My Mother Said I Never Should is a deeply problematic play. Add that to the issues inherent with mounting a school production and you’ve got a match made in hell. Or not, as I found out on Tuesday night as I was drawn into the RHS Players’ emotionally cutting performance at The Royal High School in Bath. It’s not that it was smooth or well produced. It’s not that it was a tight superlative production of a difficult post feminist 80’s play. But it was full of integrity and raw talent, something not often seen on most professional stages.
It’s quite perturbing to see a play about difficult mother / daughter relationships if one of the actresses is your mother. And so this cannot be an impartial review, and I flag it up as no such thing right now. Rather this is a train of thought on a piece that, although magnificently rough around the edges, hit the gut when it mattered.
My Mother Said I Never Should is a strange play, with Charlotte Keatley placing herself somewhere in-between social realism and the surrealism of Caryl Churchill. Charting a family of women that spans the 20th Century she intersperses their chronological encounters with ‘wasteland’ scenes where all the characters are children. In Ben Pender’s production this is cleverly shown as the interior of a circle of sand, a clean line which is muddied and scattered as the performance progresses. But whilst these scenes inject some much needed energy into this play (and on a stand alone basis are some of the funniest and best) they do not sit comfortably with the increasingly saggy realistic moments that encase them. Keatley can’t seem to make up her mind and becomes stuck between a rock and a hard place, neither one thing nor another.
It is a meaty four hander however and with each of the parts as challenging as the rest it is a veritable treat for the four performers to get their teeth into. With the sheer amount of people involved in a school production, it is sadly sometimes the case that they end up being heavily choreographed pieces of stage craft and little else. But with the RHS Players the highest dramatic scholars in their school have been given the chance to work professionally.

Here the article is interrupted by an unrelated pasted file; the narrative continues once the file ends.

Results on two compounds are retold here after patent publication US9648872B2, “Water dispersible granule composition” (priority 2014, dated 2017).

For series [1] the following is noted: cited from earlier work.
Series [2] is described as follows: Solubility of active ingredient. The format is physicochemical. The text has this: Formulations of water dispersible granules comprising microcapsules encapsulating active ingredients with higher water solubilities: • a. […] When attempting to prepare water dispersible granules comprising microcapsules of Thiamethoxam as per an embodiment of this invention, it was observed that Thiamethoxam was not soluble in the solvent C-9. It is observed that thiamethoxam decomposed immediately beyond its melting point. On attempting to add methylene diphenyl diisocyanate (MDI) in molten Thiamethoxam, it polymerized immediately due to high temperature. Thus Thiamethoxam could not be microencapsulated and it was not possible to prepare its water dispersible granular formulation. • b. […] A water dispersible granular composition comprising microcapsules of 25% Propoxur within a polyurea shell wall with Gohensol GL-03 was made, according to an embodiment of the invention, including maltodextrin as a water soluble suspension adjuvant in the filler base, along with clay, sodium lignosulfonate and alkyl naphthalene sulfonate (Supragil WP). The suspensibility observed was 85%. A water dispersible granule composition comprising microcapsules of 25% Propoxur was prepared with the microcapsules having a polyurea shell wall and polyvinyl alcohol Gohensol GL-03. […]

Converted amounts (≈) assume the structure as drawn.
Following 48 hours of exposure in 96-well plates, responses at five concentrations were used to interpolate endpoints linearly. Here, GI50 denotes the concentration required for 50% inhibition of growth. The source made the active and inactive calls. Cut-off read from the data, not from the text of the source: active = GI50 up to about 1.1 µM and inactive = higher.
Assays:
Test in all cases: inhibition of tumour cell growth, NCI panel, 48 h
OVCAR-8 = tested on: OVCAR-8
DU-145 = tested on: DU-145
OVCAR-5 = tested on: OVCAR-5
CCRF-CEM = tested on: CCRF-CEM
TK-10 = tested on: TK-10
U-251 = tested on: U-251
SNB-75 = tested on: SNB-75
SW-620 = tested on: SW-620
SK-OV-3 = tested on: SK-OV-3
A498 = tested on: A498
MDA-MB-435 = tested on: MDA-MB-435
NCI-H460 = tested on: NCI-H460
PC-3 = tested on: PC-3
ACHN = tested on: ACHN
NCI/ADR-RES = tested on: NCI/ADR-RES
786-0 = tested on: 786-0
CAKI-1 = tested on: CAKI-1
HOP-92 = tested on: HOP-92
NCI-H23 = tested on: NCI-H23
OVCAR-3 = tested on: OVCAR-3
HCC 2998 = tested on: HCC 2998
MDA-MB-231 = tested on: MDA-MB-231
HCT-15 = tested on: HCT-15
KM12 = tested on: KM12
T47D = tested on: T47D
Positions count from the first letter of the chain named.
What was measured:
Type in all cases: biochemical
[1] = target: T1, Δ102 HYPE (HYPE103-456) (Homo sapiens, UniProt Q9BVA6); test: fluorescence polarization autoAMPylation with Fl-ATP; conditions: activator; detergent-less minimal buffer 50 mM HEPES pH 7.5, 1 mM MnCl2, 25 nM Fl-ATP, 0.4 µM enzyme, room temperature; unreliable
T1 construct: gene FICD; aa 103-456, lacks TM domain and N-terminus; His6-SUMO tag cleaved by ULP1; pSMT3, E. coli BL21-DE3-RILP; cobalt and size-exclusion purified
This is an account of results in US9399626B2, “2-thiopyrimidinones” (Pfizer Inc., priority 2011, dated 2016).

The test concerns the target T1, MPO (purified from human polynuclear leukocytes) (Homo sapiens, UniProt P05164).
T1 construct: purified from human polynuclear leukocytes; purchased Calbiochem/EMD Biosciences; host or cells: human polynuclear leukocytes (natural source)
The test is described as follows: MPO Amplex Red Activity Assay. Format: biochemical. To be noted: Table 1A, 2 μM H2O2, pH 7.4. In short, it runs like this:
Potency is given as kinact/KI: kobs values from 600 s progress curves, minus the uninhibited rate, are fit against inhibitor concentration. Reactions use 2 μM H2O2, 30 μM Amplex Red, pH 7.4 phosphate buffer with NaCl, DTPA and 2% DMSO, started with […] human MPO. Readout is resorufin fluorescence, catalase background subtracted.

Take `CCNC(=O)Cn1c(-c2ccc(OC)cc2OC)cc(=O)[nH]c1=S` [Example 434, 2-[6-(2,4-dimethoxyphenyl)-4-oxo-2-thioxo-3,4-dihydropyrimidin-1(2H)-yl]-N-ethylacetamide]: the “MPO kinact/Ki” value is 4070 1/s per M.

And so we have four talented performers, with the opportunity to work in a collaborative way. Tabitha Cox, Rhiannon Neads, Eleanor Osborne and Katharine Bayes do not disappoint. There may not be an audience of hundreds but this is an important event that everyone in the room seems to tangibly feel. Untrained but truthful, this casts’ emotional commitment and empathy is palpable. To work in such a concentrated fashion with only the best is something that drama schools make you pay thousands for. But here this company are doing it for free as part of a level of pedagogy that would shame a lot of Stagecoach schools.
It’s not perfect; indeed at times it sags and feels too tentative. The actresses don’t always play off each other naturally and at points the elongated set changes become embarrassing. In fact if there is something to be learnt from this, it is that smooth technical production is as important as artistry. But on the whole this old, outdate play has been given a cracking re-birth in this earnest production.
The probing Q&A session at the end validates the supposition that this is a ‘workshop’ performance. It gives a chance to these talented performers, whether they be Year 11 girls or mid 50 year old women, to discuss and quantify their own artistic process. It seemed to be added on as a somewhat nervous appendage but it really is worth the time spent and should become an advertised part of this evening in the RHS Players’ future repertoire.
It is fantastic to know that great work can be done as well in the school room as on the Olivier stage; school boards or no, this is a brave and poignant night at the theatre.